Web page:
>Workshop Season

>As Writers’ Conference Season gets into full swing–and I’m participating in a few workshops this summer–I’ve been thinking about how to deliver (and receive) critiques. Writer Jim Tomlinson in his journal yesterday talks about a recent experience he had, and some ideas for what would be more effective. Recently, Writer/Blogger Mary Akers posted some rules for critiquing, with which I whole-heartedly agree.

Everyone is different, but almost everyone gets defensive. If a critic in workshop (whether in written or oral remarks) launches directly into the weaknesses of a piece, the writer is very likely going to shut down and hear nothing else, or at least not be receptive to anything else. On the other hand, if a critic’s comments are glowing at the outset, it’s possible the writer won’t hear anything after that, either, so that the discussion of weaknesses that inevitably follows will also be lost. One of the problems with my workshop with Amy Bloom at the IUWC earlier this month was that the discussion was too loose and without direction. The only “rule” that Bloom introduced–a new one for me–was that if someone agreed with a speaker’s comment on a story he or she should knock on the table. The loudness of this knocking chorus would be a sign to the writer of how widely or strongly the group shared the viewpoint of the speaker. At least this prevented a lot of repetitive comments.

The most productive workshops I’ve been in–most notably Charlie Baxter’s workshop at Bread Loaf last year–have been more highly structured (yes, Baxter told us how he wanted us to proceed): readers look first (and discuss first) what a piece is trying to do, and then look at what the writer has done to achieve that goal. Thus in Baxter’s workshop we would first describe the piece–the point of view, the tense, the setting, the narrative arc–and only then would we be able to talk about what worked and what didn’t work. I think this approach accomplishes several things. First, the writer hears what close readers perceive the story to be about, which is enormously useful in understanding the comments that follow. Second, having heard this discussion, the writer is probably going to be open to hearing what works and doesn’t work in furtherance of the goals of the story. Third, the critics/readers are less likely to talk about what they “liked” or “didn’t like,” which is irrelevant, but the door is opened to talking about effective craft choices and opportunities missed.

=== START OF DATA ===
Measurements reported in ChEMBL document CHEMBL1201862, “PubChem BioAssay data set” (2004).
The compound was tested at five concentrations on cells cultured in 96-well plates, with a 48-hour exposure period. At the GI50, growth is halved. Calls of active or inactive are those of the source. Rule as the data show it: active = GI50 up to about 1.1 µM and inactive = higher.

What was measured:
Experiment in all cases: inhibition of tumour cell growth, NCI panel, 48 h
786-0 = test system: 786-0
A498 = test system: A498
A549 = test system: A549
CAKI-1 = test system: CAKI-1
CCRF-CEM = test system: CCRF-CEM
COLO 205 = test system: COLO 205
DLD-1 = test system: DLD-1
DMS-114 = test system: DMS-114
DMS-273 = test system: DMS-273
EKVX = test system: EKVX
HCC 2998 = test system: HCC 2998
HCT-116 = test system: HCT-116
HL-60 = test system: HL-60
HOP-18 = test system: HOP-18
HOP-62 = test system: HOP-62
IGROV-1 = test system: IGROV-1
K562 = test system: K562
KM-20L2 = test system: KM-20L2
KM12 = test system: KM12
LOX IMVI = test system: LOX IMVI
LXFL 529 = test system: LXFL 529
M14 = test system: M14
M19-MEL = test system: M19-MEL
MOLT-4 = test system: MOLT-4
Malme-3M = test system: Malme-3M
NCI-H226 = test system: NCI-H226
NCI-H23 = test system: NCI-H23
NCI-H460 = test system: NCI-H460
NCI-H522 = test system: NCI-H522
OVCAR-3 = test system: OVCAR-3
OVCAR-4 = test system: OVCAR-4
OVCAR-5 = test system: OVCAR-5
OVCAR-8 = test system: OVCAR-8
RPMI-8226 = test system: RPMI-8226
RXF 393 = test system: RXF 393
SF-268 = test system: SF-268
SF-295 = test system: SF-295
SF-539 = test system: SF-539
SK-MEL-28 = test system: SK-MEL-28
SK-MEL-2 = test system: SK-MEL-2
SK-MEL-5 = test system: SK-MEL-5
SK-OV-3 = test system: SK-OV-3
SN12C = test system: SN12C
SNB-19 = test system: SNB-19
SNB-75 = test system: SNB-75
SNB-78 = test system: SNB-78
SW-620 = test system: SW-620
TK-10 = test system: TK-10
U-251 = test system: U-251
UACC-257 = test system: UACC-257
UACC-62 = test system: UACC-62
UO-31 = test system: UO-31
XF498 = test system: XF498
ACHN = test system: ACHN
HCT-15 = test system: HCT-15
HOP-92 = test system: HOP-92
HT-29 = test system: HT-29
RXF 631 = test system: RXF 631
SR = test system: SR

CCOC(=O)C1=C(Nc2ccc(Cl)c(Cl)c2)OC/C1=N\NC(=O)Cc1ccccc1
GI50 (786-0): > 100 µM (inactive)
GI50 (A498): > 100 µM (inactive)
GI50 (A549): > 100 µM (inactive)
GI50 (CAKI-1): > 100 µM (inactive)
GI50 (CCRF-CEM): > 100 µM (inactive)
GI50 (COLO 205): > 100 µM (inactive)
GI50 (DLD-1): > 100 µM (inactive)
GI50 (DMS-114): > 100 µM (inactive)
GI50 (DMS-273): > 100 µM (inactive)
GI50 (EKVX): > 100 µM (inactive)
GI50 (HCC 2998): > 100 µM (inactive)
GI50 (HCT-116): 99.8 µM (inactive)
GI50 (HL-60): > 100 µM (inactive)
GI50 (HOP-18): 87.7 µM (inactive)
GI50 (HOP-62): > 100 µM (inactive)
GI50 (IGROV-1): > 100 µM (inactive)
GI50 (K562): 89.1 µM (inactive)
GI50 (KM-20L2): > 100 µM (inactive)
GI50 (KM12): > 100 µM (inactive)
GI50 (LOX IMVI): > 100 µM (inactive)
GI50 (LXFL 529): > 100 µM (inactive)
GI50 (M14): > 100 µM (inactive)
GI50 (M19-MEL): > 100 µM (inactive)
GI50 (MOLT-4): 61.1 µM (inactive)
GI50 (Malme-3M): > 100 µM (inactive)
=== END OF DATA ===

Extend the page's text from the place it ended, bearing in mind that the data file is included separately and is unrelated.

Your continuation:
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  1. >Steve Rinehart also uses this method of critique, discussing workshop stories with the same gravity and respect as published stories. This makes the discussion informed and keeps everyone on track.

    And keeps at bay the dread “I liked it” and equally useless “I would never do what that character did.”

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